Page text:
5 challenges to consider when measuring the incremental lift of your remarketing campaigns
In part I of our incrementality series, we covered the complexities of measuring incremental lift and the true impact of your remarketing activity.
By testing different influencing factors, advertisers can gain true insight into the value of their remarketing dollars. This is done primarily through very carefully crafted A/B tests.
A/B testing is not only a scientific notion but has also become a vital tool for digital marketers in the 21st century. It is one of the most powerful ways to gain a competitive advantage and priceless learning from your remarketing activity.
Though insights gained from a successful A/B test are a strategic way for marketers to make informed budgeting and optimization decisions, they can also put them at risk of costly miscalculations if carried out inaccurately.
When it comes to A/B testing for incremental lift, getting the process right is critical. For starters, we recommend using an intuitive tool such as AppsFlyer’s Audiences to ensure success rather than building an A/B test from scratch. In addition, we are thrilled to announce AppsFlyer’s Incrementality solution.
The complexities of data management are hard to comb through and can potentially drain your resources and budget. To get started, consider the below points based on our extensive experience working with top brands across all verticals.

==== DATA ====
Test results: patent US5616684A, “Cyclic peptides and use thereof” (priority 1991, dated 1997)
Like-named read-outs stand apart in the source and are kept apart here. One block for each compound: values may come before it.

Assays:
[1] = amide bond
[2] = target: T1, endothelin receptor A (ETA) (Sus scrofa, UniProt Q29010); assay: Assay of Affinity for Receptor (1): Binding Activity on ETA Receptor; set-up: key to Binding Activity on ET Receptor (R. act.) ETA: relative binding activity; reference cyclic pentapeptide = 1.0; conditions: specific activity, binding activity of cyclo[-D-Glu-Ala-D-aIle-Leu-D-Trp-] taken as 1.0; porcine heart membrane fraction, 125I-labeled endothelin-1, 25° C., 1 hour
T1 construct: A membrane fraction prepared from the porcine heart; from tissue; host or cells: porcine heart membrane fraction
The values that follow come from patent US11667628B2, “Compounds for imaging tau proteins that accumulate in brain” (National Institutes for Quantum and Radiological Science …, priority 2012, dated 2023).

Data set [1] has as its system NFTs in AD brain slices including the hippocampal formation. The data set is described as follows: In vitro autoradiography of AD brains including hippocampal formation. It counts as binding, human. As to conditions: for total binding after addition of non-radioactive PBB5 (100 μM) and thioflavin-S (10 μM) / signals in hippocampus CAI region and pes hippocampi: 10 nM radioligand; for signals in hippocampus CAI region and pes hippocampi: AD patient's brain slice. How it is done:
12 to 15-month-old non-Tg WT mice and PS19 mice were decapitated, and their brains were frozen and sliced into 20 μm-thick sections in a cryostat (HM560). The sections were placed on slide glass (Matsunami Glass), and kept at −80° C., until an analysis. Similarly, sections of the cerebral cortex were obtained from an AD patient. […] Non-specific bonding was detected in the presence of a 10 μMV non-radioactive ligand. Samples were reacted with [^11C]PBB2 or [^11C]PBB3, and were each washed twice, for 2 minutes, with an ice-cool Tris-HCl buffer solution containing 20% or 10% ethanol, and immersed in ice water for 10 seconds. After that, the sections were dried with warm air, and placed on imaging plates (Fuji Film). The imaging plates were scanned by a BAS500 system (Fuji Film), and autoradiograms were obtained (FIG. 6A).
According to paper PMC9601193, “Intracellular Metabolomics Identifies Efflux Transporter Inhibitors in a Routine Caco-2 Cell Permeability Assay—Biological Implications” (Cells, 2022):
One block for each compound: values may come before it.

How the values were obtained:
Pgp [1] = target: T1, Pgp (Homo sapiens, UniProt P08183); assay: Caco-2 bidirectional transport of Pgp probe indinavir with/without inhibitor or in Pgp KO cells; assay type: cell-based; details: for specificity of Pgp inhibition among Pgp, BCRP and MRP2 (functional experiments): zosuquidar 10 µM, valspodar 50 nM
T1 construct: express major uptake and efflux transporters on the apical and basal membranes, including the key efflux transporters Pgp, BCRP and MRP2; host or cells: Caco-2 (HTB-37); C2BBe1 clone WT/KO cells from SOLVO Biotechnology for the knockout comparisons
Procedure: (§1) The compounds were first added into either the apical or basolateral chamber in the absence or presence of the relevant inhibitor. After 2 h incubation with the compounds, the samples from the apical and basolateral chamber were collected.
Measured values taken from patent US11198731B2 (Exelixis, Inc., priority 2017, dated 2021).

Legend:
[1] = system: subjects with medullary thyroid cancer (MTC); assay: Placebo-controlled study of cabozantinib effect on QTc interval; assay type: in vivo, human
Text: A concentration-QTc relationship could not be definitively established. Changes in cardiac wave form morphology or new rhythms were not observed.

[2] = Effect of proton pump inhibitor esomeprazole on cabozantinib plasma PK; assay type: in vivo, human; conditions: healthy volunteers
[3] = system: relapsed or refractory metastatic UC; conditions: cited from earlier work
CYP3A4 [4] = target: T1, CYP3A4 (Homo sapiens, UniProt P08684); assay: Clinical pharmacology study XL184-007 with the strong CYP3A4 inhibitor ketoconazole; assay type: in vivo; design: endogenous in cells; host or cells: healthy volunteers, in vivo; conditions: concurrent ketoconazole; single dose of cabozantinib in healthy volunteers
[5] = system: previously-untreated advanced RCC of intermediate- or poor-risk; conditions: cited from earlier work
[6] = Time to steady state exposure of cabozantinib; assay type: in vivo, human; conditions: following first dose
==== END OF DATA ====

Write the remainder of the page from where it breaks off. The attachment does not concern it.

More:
1. Creating test and control groups devoid of “noise”
In today’s ecosystem, each one of your customers is subject to many marketing signals that impact his or her user behavior.
This can include in-app messaging, push notifications, emails, offline and online marketing messages, to name a few.
The challenge arises once you want to specifically measure the impact of one re-engagement campaign on top of an already existing program. In order to do so, you need to make sure that both the test and the control environments are not cluttered with external influencers tainting your test group (or, alternatively, that both are influenced evenly by the same exact factors… more on that later).
Generally, marketers can’t stop-play their entire program to test just one factor and its impact alone.
So, what are they to do?
Say an eCommerce brand identified an audience for their test (people who registered but didn’t purchase in the last 30 days). This audience will be exposed to a remarketing campaign on Facebook (A).
Using AppsFlyer Audience’s Venn diagram, the eCommerce brand saw that the audience selected also overlaps with two other audience segments that are currently being targeted in other remarketing campaigns:
- B (targeting users who Installed in the last 90 days)
- C (targeting users who were dormant in the last 7 days)
Let’s focus on the two potential options below:
Exclude overlapping audiences
The brand can exclude users who exist in other audiences connected to remarketing campaigns (B and C) from their target test group A (Facebook remarketing campaign).
That way they ensure that both test &control groups are excluded from all other remarketing campaigns running in conjunction at this time.
Include test audience in overlapping audiences